Edited by Negakinu - 2/21/13 at 12:28am
post #7179 of 8044
Quote:
Originally Posted by Cheapy View Post

Currently I am looking for my first serious watch and would appreciate some help from more knowledgeable members than me on watches.

 

Use: Main use for semi-smart office use (shirt, tie, pants but no suit jacket) and smart events

Budget: up to £500 ($760)

Movement: Definitely mechanical and preferably automatic but will not rule out hand wind

Complications: Would like a date but that would be the only complication I would use

Size: Believe I am ~6.75" wrist. Currently using a Timex Expedition that is 40mm diameter, 46mm lug to lug that fits quite well, max I could get away with may be about ~44mm diameter I’m thinking.

Waterproof: Being in the rainy UK means the watch must be at least rain proof which I believe is equivalent to a 30m (3ATM) waterproof rating?

 

The watch is for a 21st so I am looking for something that would last for years (decades even) with a relatively timeless design, I am not fussed on brand so long as the quality is there. But (the engineer in me) would like a display case back if possible to be able to see the mechanism at work. Currently I am drawn towards the more Flieger style watches being simple and smart. Below are some of the watches I am considering to give you an idea.

 

Stowa Ikarus

Love the style and the unique rhodium plated grey face makes it something very different. Current favourite of all I have seen.

http://www.stowa.de/lshop,showdetail,136141006119549,en,1361411038-24512,flieger,ikarus,6,Tshowrub--flieger,.htm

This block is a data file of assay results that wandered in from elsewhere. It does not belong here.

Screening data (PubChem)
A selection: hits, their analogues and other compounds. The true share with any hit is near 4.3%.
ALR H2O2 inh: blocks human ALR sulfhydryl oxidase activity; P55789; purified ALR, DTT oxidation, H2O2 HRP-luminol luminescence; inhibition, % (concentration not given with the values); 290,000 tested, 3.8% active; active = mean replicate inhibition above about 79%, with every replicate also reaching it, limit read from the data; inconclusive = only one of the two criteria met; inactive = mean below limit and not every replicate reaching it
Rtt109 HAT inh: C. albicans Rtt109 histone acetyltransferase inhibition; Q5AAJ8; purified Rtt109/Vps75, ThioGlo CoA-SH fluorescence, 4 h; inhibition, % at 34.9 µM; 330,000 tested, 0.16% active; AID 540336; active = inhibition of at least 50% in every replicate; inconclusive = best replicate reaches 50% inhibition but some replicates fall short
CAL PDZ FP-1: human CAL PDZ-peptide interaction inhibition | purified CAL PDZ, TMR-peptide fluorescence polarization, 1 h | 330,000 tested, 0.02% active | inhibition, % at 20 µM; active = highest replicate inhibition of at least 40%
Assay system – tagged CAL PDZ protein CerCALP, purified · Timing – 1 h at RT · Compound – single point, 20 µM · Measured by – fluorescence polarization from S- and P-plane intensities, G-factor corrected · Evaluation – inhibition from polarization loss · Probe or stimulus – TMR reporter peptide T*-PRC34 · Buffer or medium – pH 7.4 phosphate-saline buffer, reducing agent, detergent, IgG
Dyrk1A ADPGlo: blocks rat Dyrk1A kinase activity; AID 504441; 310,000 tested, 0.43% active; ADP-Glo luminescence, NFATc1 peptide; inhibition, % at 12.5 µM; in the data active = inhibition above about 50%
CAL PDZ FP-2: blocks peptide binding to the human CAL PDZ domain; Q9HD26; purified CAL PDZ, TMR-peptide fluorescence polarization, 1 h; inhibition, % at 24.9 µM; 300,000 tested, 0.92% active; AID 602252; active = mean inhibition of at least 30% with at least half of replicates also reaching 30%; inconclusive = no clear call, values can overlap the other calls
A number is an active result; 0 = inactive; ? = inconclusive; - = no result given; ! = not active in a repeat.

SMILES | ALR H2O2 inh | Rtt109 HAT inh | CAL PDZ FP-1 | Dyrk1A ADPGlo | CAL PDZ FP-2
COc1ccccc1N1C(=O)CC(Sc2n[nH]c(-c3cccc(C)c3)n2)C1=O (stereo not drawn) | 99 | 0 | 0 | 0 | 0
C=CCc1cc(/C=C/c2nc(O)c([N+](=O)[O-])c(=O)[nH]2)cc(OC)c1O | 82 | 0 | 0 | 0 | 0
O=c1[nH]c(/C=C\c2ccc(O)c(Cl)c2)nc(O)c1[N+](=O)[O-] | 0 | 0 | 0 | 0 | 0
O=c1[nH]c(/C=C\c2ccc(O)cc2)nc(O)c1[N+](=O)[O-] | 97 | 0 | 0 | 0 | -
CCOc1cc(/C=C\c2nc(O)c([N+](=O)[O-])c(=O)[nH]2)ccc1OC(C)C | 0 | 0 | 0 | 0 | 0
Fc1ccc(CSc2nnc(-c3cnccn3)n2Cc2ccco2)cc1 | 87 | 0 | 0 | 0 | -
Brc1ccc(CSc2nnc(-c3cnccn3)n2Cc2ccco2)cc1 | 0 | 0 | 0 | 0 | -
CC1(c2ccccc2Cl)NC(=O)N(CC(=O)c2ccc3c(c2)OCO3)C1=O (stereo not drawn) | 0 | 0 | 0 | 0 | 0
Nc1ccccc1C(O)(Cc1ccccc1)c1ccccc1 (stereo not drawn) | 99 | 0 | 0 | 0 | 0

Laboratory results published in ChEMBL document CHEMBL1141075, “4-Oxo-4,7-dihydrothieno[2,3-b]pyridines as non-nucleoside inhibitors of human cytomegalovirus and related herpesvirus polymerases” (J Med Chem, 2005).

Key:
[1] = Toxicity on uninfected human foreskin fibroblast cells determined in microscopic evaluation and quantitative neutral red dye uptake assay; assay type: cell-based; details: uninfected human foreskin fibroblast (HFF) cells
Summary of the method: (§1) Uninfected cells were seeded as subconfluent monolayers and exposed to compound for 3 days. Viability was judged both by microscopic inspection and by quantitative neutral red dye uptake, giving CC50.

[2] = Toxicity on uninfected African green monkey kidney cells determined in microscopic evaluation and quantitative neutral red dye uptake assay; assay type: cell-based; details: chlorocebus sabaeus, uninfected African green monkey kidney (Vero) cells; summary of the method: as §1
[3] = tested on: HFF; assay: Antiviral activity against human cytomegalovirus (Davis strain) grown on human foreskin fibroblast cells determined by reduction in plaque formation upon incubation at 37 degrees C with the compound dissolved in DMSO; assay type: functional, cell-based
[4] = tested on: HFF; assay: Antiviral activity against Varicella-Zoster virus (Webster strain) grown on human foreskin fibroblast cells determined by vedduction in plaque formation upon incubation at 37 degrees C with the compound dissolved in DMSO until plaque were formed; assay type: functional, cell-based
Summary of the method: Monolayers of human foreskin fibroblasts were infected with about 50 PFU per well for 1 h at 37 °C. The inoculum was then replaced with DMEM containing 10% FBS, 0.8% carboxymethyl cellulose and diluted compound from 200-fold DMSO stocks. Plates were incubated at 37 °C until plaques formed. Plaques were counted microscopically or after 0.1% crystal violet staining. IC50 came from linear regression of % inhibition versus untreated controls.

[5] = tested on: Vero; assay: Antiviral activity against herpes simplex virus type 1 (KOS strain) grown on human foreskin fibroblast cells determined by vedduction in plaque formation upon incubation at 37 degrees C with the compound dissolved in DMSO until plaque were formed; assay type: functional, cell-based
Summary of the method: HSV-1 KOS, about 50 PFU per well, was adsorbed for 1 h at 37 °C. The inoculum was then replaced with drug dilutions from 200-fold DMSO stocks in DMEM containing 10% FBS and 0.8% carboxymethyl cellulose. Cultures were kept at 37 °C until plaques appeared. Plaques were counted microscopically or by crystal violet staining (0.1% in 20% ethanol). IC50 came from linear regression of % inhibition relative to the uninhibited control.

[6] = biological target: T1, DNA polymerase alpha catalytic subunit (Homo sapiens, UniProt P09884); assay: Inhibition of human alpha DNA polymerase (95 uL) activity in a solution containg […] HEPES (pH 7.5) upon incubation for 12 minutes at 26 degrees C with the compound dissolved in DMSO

Christopher Ward C8 MKII - U2

Again something different. My concern with such a choice if is too casual a watch and how the PVD coating would hold up over the years.

http://www.christopherward.co.uk/men/view-all-mens-watches/c8-kvkt-mk2.html?limit=all

 

Victorinox AirBoss Mechanical

Similar style to the others but just does not look as special as the others above.

http://www.victorinox.com/ch/product/Timepieces/Category/Professional/AirBoss/AirBoss-Mechanical/241507

 

Laco Altenburg/Steinghart Flieger

Again the Laco has the black PVD so not sure about wear problems. The titanium Laco's and Steinharts look interesting but most seem to say the Stowa is the better built watch plus the Steinhart has no waterproof rating.

 

I have looked at Nomos (too expensive), Sinn 566 (too expensive), Timefactors (v. small company, still be around?) but each have their flaws.

Stowa always seem to impress people with the build quality compared to other Flieger watch makers and it provides a unique watch which is why it’s currently my favourite. But I cannot see one in the flesh which is a shame. Though I am prepared for the 3 month wait for the Stowa.